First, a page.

I grew up 10 miles from the nearest town, and 60 miles from the nearest supermarket. It took 10 years to get a Safeway near us, and that was still 30 miles away. I’ve spent a lot of time on the open road, from dirt to pavement, ice to mud, snow to sun, and I never stop learning things when I get behind the wheel. For me, driving is a sort of meditation, one that requires my undivided attention (thanks, 5-speed transmission! love you!) and necessitates constant preparation.
Business Lessons From The Open Road
1 – Drive your business like you drive a car – your own way.
I drive a ‘99 Ford Ranger and I live here in 2018. It’s a bit smaller than I might want, it has a few upgrades, but it needs work and it’s all I need. Why do I think this is a good analogy? The best businesses that I know are the ones that say, “This is who I am.” and live off of just being themselves.
It’s perfectly fine if you don’t create the next Amazon, the next Netflix. There are only so many F1 drivers in the world, and not everyone has the time, resources, or disposition to be successful there. Be true to yourself, and make your business true to who you are.
2 – The road isn’t always smooth, but take your time and get there.
On the last road trip we took, we were moving. We packed a Budget truck, put a trailer on the back, threw my little Ranger on top of that, and took off. The wind was fierce and kept shaking the trailer so bad that I thought we might flip the whole thing. It got dicey a few times and we ended up slowing down a lot. I was physically and emotionally exhausted from a late night of packing, and even had to pull over to nap. The point is, I did what it took to get there in one piece.
You will write a business plan, you’ll have the vision and your heart will be full-to-bursting with excitement over your new venture. Keep that alive, but keep your head enough to know that it’s okay to slow down, change plans, or take a detour, as long as it keeps you alive and keeps you moving.
3 – Communicate, have patience, love people.
The more you communicate on the road, the better chance you have of finishing your drive. Turn signals kill assumptions, headlights save lives. Driving lanes are bounded by paint lines, creating boundaries that help us all make it home safe. Horns were made for a reason – learn how to use it and when it’s appropriate (Dear California – the answer is NOT “All the time.” -Sincerely, Colorado).
My wife and I talk a lot, but we have to set and reset boundaries all the time. Clearinity is in a state of construction, so my communication should be as well. Just as roadwork changes the flow of traffic, so too does stress change the way we communicate. Talk, be patient, and keep loving people, because good business is about good relationships.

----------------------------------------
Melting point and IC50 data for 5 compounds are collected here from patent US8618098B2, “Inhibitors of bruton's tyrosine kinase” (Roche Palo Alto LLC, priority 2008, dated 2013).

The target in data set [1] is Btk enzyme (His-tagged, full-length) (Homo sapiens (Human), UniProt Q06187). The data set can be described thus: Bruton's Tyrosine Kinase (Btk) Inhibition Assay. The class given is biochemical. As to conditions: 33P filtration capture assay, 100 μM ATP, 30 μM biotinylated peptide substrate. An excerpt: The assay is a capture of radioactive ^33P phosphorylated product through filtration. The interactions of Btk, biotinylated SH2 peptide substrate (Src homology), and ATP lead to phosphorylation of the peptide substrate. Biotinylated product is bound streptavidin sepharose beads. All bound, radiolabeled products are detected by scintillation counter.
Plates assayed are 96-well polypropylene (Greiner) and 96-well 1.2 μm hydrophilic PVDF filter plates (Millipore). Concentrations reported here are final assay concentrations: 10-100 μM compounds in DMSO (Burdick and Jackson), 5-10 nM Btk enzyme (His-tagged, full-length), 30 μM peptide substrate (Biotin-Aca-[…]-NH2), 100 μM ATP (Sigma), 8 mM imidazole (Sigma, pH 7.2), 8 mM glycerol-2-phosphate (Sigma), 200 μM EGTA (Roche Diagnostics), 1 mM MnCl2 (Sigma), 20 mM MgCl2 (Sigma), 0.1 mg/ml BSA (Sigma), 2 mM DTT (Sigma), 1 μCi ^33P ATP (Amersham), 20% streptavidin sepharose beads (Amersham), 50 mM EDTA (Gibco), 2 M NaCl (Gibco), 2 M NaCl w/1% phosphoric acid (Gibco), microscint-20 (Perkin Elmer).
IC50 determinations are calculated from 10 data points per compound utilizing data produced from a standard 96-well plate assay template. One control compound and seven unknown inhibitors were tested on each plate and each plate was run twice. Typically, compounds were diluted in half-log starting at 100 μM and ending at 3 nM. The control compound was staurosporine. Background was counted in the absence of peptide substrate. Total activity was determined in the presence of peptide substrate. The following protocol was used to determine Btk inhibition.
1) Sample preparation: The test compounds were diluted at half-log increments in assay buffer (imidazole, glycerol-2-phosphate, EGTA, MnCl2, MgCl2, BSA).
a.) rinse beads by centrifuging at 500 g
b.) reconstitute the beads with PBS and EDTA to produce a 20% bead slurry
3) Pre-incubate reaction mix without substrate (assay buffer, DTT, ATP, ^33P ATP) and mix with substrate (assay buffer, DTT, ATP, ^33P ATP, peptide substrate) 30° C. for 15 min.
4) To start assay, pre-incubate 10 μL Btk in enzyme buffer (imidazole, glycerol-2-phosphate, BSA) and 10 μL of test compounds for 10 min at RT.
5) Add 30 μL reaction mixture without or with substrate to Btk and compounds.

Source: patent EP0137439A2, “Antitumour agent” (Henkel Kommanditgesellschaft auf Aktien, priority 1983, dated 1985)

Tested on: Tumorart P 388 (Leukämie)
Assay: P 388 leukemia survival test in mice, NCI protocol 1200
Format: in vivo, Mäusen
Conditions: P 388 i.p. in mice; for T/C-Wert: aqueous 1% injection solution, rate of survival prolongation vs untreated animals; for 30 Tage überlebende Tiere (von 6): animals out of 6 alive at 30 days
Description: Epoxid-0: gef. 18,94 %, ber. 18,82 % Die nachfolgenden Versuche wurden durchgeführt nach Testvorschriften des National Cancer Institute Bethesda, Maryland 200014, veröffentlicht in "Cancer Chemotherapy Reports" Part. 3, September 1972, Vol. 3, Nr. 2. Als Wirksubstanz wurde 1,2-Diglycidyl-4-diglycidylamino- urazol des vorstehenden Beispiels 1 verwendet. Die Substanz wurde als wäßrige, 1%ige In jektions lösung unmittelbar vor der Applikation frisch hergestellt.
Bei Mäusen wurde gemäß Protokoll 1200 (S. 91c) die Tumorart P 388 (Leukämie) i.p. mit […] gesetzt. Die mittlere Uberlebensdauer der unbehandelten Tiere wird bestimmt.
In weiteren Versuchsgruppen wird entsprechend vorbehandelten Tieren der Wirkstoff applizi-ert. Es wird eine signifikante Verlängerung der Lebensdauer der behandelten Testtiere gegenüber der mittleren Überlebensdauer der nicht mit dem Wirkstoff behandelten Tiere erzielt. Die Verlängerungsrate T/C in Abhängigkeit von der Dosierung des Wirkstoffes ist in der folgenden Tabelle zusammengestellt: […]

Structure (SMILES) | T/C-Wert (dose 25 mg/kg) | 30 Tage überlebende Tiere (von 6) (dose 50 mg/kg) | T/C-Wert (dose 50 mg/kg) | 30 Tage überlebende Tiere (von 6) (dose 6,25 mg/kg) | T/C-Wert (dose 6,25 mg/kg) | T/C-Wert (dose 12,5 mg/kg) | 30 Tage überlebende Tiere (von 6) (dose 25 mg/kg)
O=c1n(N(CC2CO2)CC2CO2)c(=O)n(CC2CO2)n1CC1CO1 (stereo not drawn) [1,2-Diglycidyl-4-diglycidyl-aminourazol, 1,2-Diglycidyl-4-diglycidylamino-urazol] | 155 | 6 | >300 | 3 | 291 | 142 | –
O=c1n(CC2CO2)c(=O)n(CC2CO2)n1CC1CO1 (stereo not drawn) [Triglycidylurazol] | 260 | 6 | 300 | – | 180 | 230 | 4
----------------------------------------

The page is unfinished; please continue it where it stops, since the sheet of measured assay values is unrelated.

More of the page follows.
4 – Prepare, Execute, and then Debrief.
As I alluded to before, there was a nasty wobble in the trailer on the main journey. I had a second chance to tow my truck with the rental, so I stopped to analyze what I’d like to try differently this time. The only thing kinda-sorta-wrong was how I was lined up on the trailer. If the rails are only 8 inches wide, could 3 inches to the left make a difference? In short, yes. By lining up perfectly in the middle, the next 150 mile trip had zero problems (compared to the several-dozen from before).
You’ll run into similar problems in your business. My weight distribution on the trailer, coupled with the uneven wind-tunnel effect from the box of the rental truck, was just enough to create a dangerous driving scenario. I found this in my “debrief” section, where I ask myself:
What went well?
What went poorly?
What could I try differently next time?
Regularly debriefing your business team is an excellent way to find new opportunities or fix poor ones. Do it regularly.
5 – Success isn’t final, failure is rarely fatal.
Your business success record will be a lot like your driving record. You only get a perfect record if you do things well all the time. You’ll make bad decisions in both scenarios. You may even be involved in an accident. As long as you make it out with your life, you have a chance to try again. Pause, reflect, understand why you survived, and ask what was beyond your control. Even in business, our successes are rarely our own and our failures are usually much better outcomes than what may have been. Thank those around you, help others out along the way, and be sure to hug someone when you make it back home.